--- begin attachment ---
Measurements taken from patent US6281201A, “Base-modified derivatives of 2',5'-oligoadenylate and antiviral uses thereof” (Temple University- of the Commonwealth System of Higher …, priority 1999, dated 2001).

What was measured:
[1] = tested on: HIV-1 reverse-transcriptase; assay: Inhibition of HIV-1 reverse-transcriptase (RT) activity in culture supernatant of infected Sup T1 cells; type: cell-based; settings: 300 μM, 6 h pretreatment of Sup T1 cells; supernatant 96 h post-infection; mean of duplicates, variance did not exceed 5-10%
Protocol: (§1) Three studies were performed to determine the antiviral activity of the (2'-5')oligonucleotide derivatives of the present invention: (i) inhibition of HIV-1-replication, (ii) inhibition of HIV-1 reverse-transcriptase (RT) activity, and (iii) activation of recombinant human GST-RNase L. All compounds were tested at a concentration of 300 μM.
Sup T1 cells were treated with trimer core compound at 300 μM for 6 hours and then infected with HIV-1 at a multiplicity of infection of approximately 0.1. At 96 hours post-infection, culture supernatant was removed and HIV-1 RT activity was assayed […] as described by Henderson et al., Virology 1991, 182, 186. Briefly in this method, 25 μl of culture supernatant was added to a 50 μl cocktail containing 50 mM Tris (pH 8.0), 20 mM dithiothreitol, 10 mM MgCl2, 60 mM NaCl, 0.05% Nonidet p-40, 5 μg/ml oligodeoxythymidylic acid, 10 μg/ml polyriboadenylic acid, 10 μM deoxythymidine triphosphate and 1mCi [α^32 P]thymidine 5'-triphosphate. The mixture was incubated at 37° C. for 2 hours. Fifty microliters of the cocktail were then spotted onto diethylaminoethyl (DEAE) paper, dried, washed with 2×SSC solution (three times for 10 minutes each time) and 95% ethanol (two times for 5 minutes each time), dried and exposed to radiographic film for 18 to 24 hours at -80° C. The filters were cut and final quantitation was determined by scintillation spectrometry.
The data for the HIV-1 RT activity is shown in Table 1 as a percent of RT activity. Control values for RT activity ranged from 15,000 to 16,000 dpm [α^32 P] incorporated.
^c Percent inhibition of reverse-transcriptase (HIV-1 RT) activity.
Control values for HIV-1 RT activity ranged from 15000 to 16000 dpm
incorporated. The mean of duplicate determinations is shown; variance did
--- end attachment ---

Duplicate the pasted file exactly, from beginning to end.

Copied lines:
Measurements taken from patent US6281201A, “Base-modified derivatives of 2',5'-oligoadenylate and antiviral uses thereof” (Temple University- of the Commonwealth System of Higher …, priority 1999, dated 2001).

What was measured:
[1] = tested on: HIV-1 reverse-transcriptase; assay: Inhibition of HIV-1 reverse-transcriptase (RT) activity in culture supernatant of infected Sup T1 cells; type: cell-based; settings: 300 μM, 6 h pretreatment of Sup T1 cells; supernatant 96 h post-infection; mean of duplicates, variance did not exceed 5-10%
Protocol: (§1) Three studies were performed to determine the antiviral activity of the (2'-5')oligonucleotide derivatives of the present invention: (i) inhibition of HIV-1-replication, (ii) inhibition of HIV-1 reverse-transcriptase (RT) activity, and (iii) activation of recombinant human GST-RNase L. All compounds were tested at a concentration of 300 μM.
Sup T1 cells were treated with trimer core compound at 300 μM for 6 hours and then infected with HIV-1 at a multiplicity of infection of approximately 0.1. At 96 hours post-infection, culture supernatant was removed and HIV-1 RT activity was assayed […] as described by Henderson et al., Virology 1991, 182, 186. Briefly in this method, 25 μl of culture supernatant was added to a 50 μl cocktail containing 50 mM Tris (pH 8.0), 20 mM dithiothreitol, 10 mM MgCl2, 60 mM NaCl, 0.05% Nonidet p-40, 5 μg/ml oligodeoxythymidylic acid, 10 μg/ml polyriboadenylic acid, 10 μM deoxythymidine triphosphate and 1mCi [α^32 P]thymidine 5'-triphosphate. The mixture was incubated at 37° C. for 2 hours. Fifty microliters of the cocktail were then spotted onto diethylaminoethyl (DEAE) paper, dried, washed with 2×SSC solution (three times for 10 minutes each time) and 95% ethanol (two times for 5 minutes each time), dried and exposed to radiographic film for 18 to 24 hours at -80° C. The filters were cut and final quantitation was determined by scintillation spectrometry.
The data for the HIV-1 RT activity is shown in Table 1 as a percent of RT activity. Control values for RT activity ranged from 15,000 to 16,000 dpm [α^32 P] incorporated.
^c Percent inhibition of reverse-transcriptase (HIV-1 RT) activity.
Control values for HIV-1 RT activity ranged from 15000 to 16000 dpm
incorporated. The mean of duplicate determinations is shown; variance did